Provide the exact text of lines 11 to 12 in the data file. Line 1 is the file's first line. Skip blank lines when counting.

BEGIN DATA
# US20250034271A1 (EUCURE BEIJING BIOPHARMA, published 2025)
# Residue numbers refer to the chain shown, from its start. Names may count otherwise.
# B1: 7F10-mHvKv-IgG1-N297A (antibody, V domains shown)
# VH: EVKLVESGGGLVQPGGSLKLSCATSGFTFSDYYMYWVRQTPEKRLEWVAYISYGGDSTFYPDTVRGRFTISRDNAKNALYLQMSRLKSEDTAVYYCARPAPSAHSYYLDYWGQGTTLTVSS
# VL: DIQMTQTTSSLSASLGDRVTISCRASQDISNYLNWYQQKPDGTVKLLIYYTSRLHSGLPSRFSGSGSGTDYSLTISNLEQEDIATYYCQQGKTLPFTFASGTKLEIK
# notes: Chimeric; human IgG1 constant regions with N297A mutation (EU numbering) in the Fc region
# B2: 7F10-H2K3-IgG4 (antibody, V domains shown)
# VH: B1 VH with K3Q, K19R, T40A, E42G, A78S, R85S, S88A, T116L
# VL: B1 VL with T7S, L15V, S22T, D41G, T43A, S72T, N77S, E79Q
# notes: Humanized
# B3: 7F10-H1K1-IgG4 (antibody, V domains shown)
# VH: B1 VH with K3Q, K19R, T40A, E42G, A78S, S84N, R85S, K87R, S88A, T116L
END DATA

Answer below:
# B3: 7F10-H1K1-IgG4 (antibody, V domains shown)
# VH: B1 VH with K3Q, K19R, T40A, E42G, A78S, S84N, R85S, K87R, S88A, T116L